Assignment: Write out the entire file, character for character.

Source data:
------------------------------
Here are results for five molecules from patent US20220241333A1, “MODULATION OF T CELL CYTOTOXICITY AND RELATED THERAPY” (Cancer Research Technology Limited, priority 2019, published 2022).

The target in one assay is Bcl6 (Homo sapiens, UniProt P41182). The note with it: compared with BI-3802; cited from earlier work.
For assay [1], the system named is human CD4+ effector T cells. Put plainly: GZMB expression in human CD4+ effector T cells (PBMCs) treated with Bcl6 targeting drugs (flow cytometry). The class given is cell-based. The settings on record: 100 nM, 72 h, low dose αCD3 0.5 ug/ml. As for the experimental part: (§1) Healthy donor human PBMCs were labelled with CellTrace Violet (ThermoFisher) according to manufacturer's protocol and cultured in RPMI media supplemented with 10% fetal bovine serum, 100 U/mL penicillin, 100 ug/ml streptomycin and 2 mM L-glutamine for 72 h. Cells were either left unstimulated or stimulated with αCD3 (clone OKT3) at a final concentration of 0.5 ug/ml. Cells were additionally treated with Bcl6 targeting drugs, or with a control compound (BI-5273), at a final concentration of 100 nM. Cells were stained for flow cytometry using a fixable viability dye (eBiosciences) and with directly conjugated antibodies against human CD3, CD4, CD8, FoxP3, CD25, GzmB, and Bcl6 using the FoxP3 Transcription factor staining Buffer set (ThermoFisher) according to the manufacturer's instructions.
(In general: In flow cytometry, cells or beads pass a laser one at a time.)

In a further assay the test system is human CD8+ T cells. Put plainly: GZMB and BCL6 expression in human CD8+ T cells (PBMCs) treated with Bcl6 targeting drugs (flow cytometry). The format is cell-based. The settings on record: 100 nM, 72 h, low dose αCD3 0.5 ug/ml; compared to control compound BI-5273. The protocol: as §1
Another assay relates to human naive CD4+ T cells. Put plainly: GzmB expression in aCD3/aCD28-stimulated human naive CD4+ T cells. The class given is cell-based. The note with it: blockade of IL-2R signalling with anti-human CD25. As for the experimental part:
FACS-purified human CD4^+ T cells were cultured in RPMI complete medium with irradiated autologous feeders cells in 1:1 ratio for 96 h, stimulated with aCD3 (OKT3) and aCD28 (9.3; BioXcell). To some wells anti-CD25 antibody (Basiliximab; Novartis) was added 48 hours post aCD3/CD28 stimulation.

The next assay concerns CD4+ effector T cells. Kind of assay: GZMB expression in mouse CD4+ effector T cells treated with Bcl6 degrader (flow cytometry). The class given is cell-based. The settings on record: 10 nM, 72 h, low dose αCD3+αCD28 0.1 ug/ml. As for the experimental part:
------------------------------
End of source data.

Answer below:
Here are results for five molecules from patent US20220241333A1, “MODULATION OF T CELL CYTOTOXICITY AND RELATED THERAPY” (Cancer Research Technology Limited, priority 2019, published 2022).

The target in one assay is Bcl6 (Homo sapiens, UniProt P41182). The note with it: compared with BI-3802; cited from earlier work.
For assay [1], the system named is human CD4+ effector T cells. Put plainly: GZMB expression in human CD4+ effector T cells (PBMCs) treated with Bcl6 targeting drugs (flow cytometry). The class given is cell-based. The settings on record: 100 nM, 72 h, low dose αCD3 0.5 ug/ml. As for the experimental part: (§1) Healthy donor human PBMCs were labelled with CellTrace Violet (ThermoFisher) according to manufacturer's protocol and cultured in RPMI media supplemented with 10% fetal bovine serum, 100 U/mL penicillin, 100 ug/ml streptomycin and 2 mM L-glutamine for 72 h. Cells were either left unstimulated or stimulated with αCD3 (clone OKT3) at a final concentration of 0.5 ug/ml. Cells were additionally treated with Bcl6 targeting drugs, or with a control compound (BI-5273), at a final concentration of 100 nM. Cells were stained for flow cytometry using a fixable viability dye (eBiosciences) and with directly conjugated antibodies against human CD3, CD4, CD8, FoxP3, CD25, GzmB, and Bcl6 using the FoxP3 Transcription factor staining Buffer set (ThermoFisher) according to the manufacturer's instructions.
(In general: In flow cytometry, cells or beads pass a laser one at a time.)

In a further assay the test system is human CD8+ T cells. Put plainly: GZMB and BCL6 expression in human CD8+ T cells (PBMCs) treated with Bcl6 targeting drugs (flow cytometry). The format is cell-based. The settings on record: 100 nM, 72 h, low dose αCD3 0.5 ug/ml; compared to control compound BI-5273. The protocol: as §1
Another assay relates to human naive CD4+ T cells. Put plainly: GzmB expression in aCD3/aCD28-stimulated human naive CD4+ T cells. The class given is cell-based. The note with it: blockade of IL-2R signalling with anti-human CD25. As for the experimental part:
FACS-purified human CD4^+ T cells were cultured in RPMI complete medium with irradiated autologous feeders cells in 1:1 ratio for 96 h, stimulated with aCD3 (OKT3) and aCD28 (9.3; BioXcell). To some wells anti-CD25 antibody (Basiliximab; Novartis) was added 48 hours post aCD3/CD28 stimulation.

The next assay concerns CD4+ effector T cells. Kind of assay: GZMB expression in mouse CD4+ effector T cells treated with Bcl6 degrader (flow cytometry). The class given is cell-based. The settings on record: 10 nM, 72 h, low dose αCD3+αCD28 0.1 ug/ml. As for the experimental part: